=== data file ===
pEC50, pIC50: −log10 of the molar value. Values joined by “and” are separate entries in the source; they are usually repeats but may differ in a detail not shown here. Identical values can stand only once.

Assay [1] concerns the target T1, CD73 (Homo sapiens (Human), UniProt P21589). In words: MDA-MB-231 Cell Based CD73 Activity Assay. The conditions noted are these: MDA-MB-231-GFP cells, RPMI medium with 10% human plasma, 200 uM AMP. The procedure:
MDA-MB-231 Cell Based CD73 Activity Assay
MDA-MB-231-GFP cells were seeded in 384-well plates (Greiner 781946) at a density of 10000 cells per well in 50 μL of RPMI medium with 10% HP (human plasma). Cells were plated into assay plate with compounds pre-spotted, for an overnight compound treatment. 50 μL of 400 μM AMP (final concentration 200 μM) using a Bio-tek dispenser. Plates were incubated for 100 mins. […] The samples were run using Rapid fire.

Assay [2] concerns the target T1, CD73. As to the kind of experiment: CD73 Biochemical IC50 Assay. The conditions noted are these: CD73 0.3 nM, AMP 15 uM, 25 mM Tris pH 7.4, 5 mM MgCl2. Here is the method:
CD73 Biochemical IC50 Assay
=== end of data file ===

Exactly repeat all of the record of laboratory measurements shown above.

pEC50, pIC50: −log10 of the molar value. Values joined by “and” are separate entries in the source; they are usually repeats but may differ in a detail not shown here. Identical values can stand only once.

Assay [1] concerns the target T1, CD73 (Homo sapiens (Human), UniProt P21589). In words: MDA-MB-231 Cell Based CD73 Activity Assay. The conditions noted are these: MDA-MB-231-GFP cells, RPMI medium with 10% human plasma, 200 uM AMP. The procedure:
MDA-MB-231 Cell Based CD73 Activity Assay
MDA-MB-231-GFP cells were seeded in 384-well plates (Greiner 781946) at a density of 10000 cells per well in 50 μL of RPMI medium with 10% HP (human plasma). Cells were plated into assay plate with compounds pre-spotted, for an overnight compound treatment. 50 μL of 400 μM AMP (final concentration 200 μM) using a Bio-tek dispenser. Plates were incubated for 100 mins. […] The samples were run using Rapid fire.

Assay [2] concerns the target T1, CD73. As to the kind of experiment: CD73 Biochemical IC50 Assay. The conditions noted are these: CD73 0.3 nM, AMP 15 uM, 25 mM Tris pH 7.4, 5 mM MgCl2. Here is the method:
CD73 Biochemical IC50 Assay